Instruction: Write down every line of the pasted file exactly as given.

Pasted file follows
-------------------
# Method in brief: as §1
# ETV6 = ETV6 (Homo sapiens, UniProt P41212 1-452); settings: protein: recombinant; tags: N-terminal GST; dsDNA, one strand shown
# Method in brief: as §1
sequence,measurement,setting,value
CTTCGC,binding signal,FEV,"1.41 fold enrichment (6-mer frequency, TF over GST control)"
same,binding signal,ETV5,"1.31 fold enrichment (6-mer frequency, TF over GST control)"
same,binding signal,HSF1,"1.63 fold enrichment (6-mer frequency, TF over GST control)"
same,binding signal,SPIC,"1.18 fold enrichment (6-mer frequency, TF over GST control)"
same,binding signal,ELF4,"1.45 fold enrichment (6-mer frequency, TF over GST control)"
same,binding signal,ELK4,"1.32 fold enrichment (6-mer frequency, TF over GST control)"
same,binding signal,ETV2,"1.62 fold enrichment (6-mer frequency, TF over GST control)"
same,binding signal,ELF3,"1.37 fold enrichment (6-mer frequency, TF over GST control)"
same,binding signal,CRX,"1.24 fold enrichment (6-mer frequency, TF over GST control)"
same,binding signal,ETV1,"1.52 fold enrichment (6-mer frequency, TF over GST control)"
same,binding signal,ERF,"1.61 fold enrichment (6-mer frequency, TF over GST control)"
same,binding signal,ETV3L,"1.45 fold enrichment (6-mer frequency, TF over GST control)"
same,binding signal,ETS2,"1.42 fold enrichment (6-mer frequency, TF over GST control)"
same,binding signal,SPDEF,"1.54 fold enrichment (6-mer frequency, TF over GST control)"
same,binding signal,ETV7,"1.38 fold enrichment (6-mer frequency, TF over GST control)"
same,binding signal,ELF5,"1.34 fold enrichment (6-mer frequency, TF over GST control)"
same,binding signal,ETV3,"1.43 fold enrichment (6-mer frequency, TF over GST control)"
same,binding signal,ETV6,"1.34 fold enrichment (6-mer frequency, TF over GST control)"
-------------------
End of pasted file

# Method in brief: as §1
# ETV6 = ETV6 (Homo sapiens, UniProt P41212 1-452); settings: protein: recombinant; tags: N-terminal GST; dsDNA, one strand shown
# Method in brief: as §1
sequence,measurement,setting,value
CTTCGC,binding signal,FEV,"1.41 fold enrichment (6-mer frequency, TF over GST control)"
same,binding signal,ETV5,"1.31 fold enrichment (6-mer frequency, TF over GST control)"
same,binding signal,HSF1,"1.63 fold enrichment (6-mer frequency, TF over GST control)"
same,binding signal,SPIC,"1.18 fold enrichment (6-mer frequency, TF over GST control)"
same,binding signal,ELF4,"1.45 fold enrichment (6-mer frequency, TF over GST control)"
same,binding signal,ELK4,"1.32 fold enrichment (6-mer frequency, TF over GST control)"
same,binding signal,ETV2,"1.62 fold enrichment (6-mer frequency, TF over GST control)"
same,binding signal,ELF3,"1.37 fold enrichment (6-mer frequency, TF over GST control)"
same,binding signal,CRX,"1.24 fold enrichment (6-mer frequency, TF over GST control)"
same,binding signal,ETV1,"1.52 fold enrichment (6-mer frequency, TF over GST control)"
same,binding signal,ERF,"1.61 fold enrichment (6-mer frequency, TF over GST control)"
same,binding signal,ETV3L,"1.45 fold enrichment (6-mer frequency, TF over GST control)"
same,binding signal,ETS2,"1.42 fold enrichment (6-mer frequency, TF over GST control)"
same,binding signal,SPDEF,"1.54 fold enrichment (6-mer frequency, TF over GST control)"
same,binding signal,ETV7,"1.38 fold enrichment (6-mer frequency, TF over GST control)"
same,binding signal,ELF5,"1.34 fold enrichment (6-mer frequency, TF over GST control)"
same,binding signal,ETV3,"1.43 fold enrichment (6-mer frequency, TF over GST control)"
same,binding signal,ETV6,"1.34 fold enrichment (6-mer frequency, TF over GST control)"